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Assessing the supportiveness of healthcare environments’ light and color: Development and validation of the Light and Color Questionnaire (LCQ)

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journal contribution
posted on 03.06.2021, 00:52 by J Lindahl, H Thulesius, M Rask, H Wijk, David Edvardsson, C Elmqvist
Aim: The aim of this study was to develop and evaluate a self-report instrument measuring patients’, family members’, and staff’s perceived support from light and color in the physical environment of an emergency department (ED)—the Light and Color Questionnaire (LCQ). Background: The physical care environment is an important part of a comprehensive caring approach in all levels of care not only for patients but also for family members and staff. However, no existing self-report questionnaire assessing the extent to which light and color are perceived as being supportive in the physical care environment from the users’ perspective was found. Method: The LCQ was developed as part of a pre–post study in which an ED serving 125,000 people was refurbished and remodeled using evidence-based design. The LCQ consists of six items for light and five items for color and assesses awareness/orientation, safety/security, functional abilities, privacy, personal control, and stimulation. The study was carried out in four steps: constructions of items, assessment of face validity, data collection, and data analysis. Result/Conclusion: Psychometric evaluation of the two versions, LCQ-Patient/Family member and LCQ-Staff, showed satisfactory content and internal validity (>90%) and high internal consistency (Cronbach’s coefficient α =.9) to support the use of the questionnaire for research and development purposes. Explorative factor analysis of a total of 600 questionnaire responses confirmed light and color as distinctive and independent dimensions creating perceptions of more or less supportiveness for respondents. The LCQ instrument may be useful for architects, administrators, and researchers of healthcare environments.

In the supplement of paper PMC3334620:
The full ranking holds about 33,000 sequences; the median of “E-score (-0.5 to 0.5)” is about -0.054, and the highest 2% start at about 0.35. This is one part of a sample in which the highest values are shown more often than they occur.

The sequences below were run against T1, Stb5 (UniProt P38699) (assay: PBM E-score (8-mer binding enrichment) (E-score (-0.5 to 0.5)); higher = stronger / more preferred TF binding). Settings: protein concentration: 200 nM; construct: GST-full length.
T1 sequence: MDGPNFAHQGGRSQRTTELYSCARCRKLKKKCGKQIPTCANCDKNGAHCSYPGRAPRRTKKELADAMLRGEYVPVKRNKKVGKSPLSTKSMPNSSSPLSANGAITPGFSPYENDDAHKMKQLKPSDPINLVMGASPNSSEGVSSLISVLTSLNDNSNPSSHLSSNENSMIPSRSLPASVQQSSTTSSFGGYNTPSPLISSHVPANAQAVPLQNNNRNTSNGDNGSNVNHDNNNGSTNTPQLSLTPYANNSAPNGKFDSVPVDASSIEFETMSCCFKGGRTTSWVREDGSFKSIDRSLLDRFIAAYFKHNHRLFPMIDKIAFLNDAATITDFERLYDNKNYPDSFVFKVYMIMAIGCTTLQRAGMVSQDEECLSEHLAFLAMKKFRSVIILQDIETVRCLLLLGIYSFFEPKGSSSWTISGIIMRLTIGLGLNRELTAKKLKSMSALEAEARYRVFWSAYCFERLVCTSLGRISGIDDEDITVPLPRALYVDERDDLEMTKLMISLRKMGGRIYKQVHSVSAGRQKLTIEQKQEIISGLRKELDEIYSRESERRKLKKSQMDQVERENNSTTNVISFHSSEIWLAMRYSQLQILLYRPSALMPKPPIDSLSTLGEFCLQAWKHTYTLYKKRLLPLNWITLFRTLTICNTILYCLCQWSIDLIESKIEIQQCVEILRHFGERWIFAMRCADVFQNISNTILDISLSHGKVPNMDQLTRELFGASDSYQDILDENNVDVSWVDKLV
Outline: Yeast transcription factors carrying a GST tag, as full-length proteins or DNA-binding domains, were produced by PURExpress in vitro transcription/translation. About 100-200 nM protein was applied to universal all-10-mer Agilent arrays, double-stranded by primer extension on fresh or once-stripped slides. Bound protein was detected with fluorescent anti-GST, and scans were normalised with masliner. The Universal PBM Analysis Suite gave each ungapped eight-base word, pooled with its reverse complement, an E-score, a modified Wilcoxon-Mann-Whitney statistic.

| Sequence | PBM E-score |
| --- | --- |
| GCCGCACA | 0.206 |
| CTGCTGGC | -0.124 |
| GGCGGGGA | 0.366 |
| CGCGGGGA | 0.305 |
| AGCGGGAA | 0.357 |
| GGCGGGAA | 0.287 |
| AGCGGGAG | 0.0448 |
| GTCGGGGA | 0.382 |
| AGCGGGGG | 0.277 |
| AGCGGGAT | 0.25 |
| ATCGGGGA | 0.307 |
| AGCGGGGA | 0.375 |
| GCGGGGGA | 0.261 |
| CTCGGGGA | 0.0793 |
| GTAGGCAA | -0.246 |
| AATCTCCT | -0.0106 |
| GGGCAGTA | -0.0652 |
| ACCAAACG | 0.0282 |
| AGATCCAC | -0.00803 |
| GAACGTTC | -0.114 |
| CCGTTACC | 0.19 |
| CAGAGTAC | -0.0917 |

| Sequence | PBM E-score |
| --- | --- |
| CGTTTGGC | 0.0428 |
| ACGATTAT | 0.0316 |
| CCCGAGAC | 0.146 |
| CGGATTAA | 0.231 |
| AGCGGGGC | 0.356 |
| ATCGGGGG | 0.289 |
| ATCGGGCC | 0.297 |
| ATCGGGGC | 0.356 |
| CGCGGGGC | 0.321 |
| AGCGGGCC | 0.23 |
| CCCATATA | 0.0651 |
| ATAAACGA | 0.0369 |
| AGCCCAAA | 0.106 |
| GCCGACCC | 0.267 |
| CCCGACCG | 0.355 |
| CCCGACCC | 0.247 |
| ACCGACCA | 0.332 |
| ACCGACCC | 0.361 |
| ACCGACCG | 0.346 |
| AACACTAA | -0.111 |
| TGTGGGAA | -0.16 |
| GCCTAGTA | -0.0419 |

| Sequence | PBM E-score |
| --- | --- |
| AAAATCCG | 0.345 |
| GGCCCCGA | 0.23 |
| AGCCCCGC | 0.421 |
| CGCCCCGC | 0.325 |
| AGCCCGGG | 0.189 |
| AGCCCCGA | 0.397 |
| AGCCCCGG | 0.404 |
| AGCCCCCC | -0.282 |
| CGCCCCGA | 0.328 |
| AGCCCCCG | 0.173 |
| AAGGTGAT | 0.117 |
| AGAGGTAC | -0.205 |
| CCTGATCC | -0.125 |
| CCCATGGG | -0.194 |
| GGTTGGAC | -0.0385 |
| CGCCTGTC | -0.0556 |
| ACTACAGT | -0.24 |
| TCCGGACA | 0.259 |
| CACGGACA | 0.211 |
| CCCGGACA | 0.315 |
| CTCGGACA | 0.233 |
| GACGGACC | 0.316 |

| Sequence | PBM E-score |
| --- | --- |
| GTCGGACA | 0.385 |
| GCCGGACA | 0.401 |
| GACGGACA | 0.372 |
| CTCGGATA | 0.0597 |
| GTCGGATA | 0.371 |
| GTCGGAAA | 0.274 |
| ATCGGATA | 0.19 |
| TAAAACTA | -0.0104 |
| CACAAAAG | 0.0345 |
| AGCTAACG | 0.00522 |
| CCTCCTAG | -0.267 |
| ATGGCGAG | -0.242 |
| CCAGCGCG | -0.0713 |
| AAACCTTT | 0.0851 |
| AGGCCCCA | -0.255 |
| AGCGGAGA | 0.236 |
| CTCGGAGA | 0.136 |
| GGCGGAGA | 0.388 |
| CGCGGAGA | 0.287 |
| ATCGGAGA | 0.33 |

The authors disclosed receipt of the following financial support for the research, authorship, and/or publication of this article: Region Kronoberg


Publication Date



Health Environments Research and Design Journal (HERD)





Article Number

ARTN 1937586720975209


15p. (p. 130-144)


SAGE Publishing



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